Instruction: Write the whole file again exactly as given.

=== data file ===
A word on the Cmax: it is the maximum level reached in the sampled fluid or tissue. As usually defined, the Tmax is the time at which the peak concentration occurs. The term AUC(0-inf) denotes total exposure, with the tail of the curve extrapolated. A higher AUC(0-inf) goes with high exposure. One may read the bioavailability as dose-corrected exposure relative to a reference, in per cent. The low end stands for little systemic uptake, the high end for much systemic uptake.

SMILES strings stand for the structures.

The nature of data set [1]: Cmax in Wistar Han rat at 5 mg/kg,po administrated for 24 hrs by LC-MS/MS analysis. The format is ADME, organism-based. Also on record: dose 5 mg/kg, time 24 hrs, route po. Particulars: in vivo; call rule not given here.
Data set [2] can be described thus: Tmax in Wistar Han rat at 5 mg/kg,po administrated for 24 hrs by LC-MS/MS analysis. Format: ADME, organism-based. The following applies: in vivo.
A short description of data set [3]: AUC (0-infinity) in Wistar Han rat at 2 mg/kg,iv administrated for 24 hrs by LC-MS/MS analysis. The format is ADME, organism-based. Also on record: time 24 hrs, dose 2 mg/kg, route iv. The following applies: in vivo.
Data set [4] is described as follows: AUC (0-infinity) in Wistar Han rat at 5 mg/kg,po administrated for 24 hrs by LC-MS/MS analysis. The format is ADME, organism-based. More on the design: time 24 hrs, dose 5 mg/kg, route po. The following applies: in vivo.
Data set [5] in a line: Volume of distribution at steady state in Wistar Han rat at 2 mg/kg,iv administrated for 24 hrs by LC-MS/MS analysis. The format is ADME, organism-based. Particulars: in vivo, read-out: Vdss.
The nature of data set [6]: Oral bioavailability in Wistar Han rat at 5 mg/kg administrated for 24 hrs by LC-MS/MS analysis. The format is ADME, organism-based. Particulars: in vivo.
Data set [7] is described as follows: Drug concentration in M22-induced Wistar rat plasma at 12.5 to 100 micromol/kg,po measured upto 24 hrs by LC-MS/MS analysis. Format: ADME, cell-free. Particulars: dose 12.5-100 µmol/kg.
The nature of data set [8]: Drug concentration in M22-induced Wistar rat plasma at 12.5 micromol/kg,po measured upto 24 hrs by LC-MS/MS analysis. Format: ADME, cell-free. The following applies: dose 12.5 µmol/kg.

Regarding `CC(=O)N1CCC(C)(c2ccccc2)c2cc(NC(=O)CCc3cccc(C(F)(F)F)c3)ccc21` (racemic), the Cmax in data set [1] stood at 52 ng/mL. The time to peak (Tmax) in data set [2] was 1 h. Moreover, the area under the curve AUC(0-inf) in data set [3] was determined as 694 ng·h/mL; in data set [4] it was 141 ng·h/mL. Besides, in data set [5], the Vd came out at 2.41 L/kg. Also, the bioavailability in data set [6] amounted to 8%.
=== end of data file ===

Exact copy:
A word on the Cmax: it is the maximum level reached in the sampled fluid or tissue. As usually defined, the Tmax is the time at which the peak concentration occurs. The term AUC(0-inf) denotes total exposure, with the tail of the curve extrapolated. A higher AUC(0-inf) goes with high exposure. One may read the bioavailability as dose-corrected exposure relative to a reference, in per cent. The low end stands for little systemic uptake, the high end for much systemic uptake.

SMILES strings stand for the structures.

The nature of data set [1]: Cmax in Wistar Han rat at 5 mg/kg,po administrated for 24 hrs by LC-MS/MS analysis. The format is ADME, organism-based. Also on record: dose 5 mg/kg, time 24 hrs, route po. Particulars: in vivo; call rule not given here.
Data set [2] can be described thus: Tmax in Wistar Han rat at 5 mg/kg,po administrated for 24 hrs by LC-MS/MS analysis. Format: ADME, organism-based. The following applies: in vivo.
A short description of data set [3]: AUC (0-infinity) in Wistar Han rat at 2 mg/kg,iv administrated for 24 hrs by LC-MS/MS analysis. The format is ADME, organism-based. Also on record: time 24 hrs, dose 2 mg/kg, route iv. The following applies: in vivo.
Data set [4] is described as follows: AUC (0-infinity) in Wistar Han rat at 5 mg/kg,po administrated for 24 hrs by LC-MS/MS analysis. The format is ADME, organism-based. More on the design: time 24 hrs, dose 5 mg/kg, route po. The following applies: in vivo.
Data set [5] in a line: Volume of distribution at steady state in Wistar Han rat at 2 mg/kg,iv administrated for 24 hrs by LC-MS/MS analysis. The format is ADME, organism-based. Particulars: in vivo, read-out: Vdss.
The nature of data set [6]: Oral bioavailability in Wistar Han rat at 5 mg/kg administrated for 24 hrs by LC-MS/MS analysis. The format is ADME, organism-based. Particulars: in vivo.
Data set [7] is described as follows: Drug concentration in M22-induced Wistar rat plasma at 12.5 to 100 micromol/kg,po measured upto 24 hrs by LC-MS/MS analysis. Format: ADME, cell-free. Particulars: dose 12.5-100 µmol/kg.
The nature of data set [8]: Drug concentration in M22-induced Wistar rat plasma at 12.5 micromol/kg,po measured upto 24 hrs by LC-MS/MS analysis. Format: ADME, cell-free. The following applies: dose 12.5 µmol/kg.

Regarding `CC(=O)N1CCC(C)(c2ccccc2)c2cc(NC(=O)CCc3cccc(C(F)(F)F)c3)ccc21` (racemic), the Cmax in data set [1] stood at 52 ng/mL. The time to peak (Tmax) in data set [2] was 1 h. Moreover, the area under the curve AUC(0-inf) in data set [3] was determined as 694 ng·h/mL; in data set [4] it was 141 ng·h/mL. Besides, in data set [5], the Vd came out at 2.41 L/kg. Also, the bioavailability in data set [6] amounted to 8%.